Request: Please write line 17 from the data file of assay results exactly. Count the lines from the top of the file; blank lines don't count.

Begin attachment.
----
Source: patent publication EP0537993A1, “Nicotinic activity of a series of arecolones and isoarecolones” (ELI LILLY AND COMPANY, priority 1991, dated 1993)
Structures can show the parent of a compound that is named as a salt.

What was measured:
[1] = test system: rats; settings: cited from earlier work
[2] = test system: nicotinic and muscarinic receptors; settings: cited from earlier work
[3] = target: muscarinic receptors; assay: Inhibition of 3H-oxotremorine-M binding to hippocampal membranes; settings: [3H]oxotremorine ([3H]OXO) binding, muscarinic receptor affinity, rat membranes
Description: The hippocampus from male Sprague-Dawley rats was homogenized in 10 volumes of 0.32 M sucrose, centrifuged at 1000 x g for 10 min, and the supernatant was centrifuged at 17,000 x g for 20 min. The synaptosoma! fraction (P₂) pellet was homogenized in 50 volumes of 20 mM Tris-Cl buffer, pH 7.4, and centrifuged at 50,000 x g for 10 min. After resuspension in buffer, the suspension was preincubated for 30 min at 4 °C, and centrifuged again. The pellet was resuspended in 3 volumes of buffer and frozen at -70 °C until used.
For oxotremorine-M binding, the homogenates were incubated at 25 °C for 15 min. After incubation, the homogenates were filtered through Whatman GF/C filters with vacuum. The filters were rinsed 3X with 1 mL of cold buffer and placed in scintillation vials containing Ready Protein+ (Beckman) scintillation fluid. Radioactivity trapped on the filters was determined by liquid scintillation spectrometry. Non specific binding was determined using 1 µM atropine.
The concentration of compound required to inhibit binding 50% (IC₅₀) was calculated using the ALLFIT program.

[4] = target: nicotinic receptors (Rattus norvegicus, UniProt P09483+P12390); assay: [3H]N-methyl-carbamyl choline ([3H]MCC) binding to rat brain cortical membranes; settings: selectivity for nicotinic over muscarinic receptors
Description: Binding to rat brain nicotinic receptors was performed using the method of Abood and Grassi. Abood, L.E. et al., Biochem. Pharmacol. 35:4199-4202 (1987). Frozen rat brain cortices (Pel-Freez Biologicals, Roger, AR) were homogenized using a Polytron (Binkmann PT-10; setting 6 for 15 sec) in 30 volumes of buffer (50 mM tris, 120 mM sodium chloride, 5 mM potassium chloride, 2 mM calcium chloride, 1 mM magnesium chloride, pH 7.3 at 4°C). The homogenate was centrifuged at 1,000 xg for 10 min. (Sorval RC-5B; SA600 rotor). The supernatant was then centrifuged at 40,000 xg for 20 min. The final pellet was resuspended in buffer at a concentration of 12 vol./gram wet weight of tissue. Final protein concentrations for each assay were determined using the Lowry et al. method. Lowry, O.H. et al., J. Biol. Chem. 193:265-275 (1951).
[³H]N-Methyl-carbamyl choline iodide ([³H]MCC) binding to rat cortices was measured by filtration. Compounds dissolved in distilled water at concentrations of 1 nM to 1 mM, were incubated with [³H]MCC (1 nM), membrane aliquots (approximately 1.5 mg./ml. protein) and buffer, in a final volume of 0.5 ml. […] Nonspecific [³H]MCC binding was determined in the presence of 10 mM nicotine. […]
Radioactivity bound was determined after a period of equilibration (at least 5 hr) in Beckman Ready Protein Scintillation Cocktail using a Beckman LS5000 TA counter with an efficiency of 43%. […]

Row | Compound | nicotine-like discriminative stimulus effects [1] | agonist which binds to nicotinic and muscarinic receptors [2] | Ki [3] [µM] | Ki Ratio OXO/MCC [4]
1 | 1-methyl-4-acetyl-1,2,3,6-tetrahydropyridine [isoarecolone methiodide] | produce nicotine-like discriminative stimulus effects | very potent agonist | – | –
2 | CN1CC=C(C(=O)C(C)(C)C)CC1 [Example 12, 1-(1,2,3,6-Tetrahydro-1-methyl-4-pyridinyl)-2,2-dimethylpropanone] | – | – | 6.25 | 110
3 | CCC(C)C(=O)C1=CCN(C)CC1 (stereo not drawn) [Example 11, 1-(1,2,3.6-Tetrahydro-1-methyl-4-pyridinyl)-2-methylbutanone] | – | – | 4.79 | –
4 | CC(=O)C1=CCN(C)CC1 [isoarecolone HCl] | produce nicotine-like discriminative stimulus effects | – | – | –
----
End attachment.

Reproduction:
3 | CCC(C)C(=O)C1=CCN(C)CC1 (stereo not drawn) [Example 11, 1-(1,2,3.6-Tetrahydro-1-methyl-4-pyridinyl)-2-methylbutanone] | – | – | 4.79 | –